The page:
Last updated on Jun 23rd, 2021 at 12:39 pm

Social development deputy minister Hendrietta Bogopane-Zulu has taken to social media with claims that cancer causes gender-based violence…

In a series of tweets, Bogopane-Zulu stated that cancer of the sexual organs may reduce sexual performance, and this could in turn lead to abuse. However, Sonke Gender Justice said linking GBV to cancer grossly overlooks it root causes of patriarchy, gender-based inequalities and discrimination.

Social development deputy minister Hendrietta Bogopane-Zulu claimed “cancer can lead to gender-based violence”.

Bogopane-Zulu was quoted as saying that “cancer is one of the unnoticed contributors to gender-based violence”, when she attended a PinkDrive initiative recently.

In her tweets, Bogopane-Zulu said a man with testicular or prostate cancer may no longer be able to perform sexually and “as a result he may feel less of a man”.

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“Similarly a woman with cervical cancer may be undergoing intense treatment and may no longer be able to perform sexual activities at home. This can lead to al [sic] forms of abuse including their partner seeing it as their ‘right’ to cheat,” Bogopane-Zulu said.

Women receiving treatment for breast cancer may also face abuse, said Bogopane-Zulu.

“Because GBV has mostly been limited to physical violence, the emotional violence that causes equal if not more damage, often goes unnoticed. It is very important that we identify GBV in all its manifestation,” said Bogopane-Zulu in a tweet.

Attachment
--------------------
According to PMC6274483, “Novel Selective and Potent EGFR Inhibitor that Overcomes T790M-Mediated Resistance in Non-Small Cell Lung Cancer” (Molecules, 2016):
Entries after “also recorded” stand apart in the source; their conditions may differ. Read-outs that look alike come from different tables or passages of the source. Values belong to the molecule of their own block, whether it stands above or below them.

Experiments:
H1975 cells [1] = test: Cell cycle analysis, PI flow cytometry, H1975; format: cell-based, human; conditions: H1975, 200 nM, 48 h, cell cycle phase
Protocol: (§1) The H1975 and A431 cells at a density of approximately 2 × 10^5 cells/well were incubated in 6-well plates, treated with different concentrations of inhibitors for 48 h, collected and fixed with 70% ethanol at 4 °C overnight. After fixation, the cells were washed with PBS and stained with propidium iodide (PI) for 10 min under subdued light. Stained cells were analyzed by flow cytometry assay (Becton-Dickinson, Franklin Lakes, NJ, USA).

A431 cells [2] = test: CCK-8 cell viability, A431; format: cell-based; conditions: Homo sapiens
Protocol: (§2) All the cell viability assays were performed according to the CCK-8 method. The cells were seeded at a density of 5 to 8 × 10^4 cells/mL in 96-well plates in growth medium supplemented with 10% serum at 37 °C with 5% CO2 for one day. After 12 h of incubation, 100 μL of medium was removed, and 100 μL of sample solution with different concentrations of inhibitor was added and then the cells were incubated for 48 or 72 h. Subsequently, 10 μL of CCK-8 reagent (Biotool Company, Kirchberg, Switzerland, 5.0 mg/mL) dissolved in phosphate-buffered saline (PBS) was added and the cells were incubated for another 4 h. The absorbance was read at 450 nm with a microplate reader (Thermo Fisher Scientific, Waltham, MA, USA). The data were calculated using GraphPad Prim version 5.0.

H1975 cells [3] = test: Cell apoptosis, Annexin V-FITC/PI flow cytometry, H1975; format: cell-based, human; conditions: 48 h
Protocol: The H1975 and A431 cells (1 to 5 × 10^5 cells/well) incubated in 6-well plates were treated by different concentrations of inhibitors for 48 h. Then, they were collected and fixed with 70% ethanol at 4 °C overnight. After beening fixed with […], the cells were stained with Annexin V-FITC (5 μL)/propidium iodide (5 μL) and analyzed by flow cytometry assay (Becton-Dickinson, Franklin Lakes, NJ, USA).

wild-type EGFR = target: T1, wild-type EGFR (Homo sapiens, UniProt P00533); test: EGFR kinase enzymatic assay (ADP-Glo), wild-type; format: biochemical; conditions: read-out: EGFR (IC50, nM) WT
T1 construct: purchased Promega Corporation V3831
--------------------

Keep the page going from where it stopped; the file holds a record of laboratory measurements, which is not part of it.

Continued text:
Cansa spokesperson Lucy Balona referred News24 to PinkDrive for comment.

Noelene Kotschan, PinkDrive spokesperson, said: “At PinkDrive, gender-based violence caused by cancer is not really something we talk about. However, over the years there have been instances that we know of where, for instance, a woman has had a mastectomy and has come to us and said she’s been beaten up by her husband because she is ‘no longer a whole woman’.”

Kotschan declined to comment further on the issue.

Sonke Gender Justice’s Given Siqauqwe said linking gender-based violence to cancer undermined the work done to deal with the scourge facing society.

“According to the work that we do the causes of gender-based violence are founded in power imbalances rooted in patriarchy, gender-based inequalities and discrimination. Gender-based violence is the most extreme expression of these unequal gender relations in society, and a violation of human rights, as well as a main hindrance of the achievement of gender equality.

“To link gender-based violence to cancer is to grossly overlook the aforementioned root causes and therefore undermining the work that is being done to deal with the problem of gender-based violence in our society.”

Siqauqwe added: “However, it is possible that the emergence of cancer and any other disease for that matter may contribute to violence. Stress related to the challenge of having to deal with this devastating disease may cause strain in the relationship and may lead to violence. But this is not true in all similar cases. Many couples manage the diseases quite well and provide support to each other.”

Twitter users lambasted Bogopane-Zulu for her opinions, saying they did not see the correlation and that men should be held accountable for violence against women.




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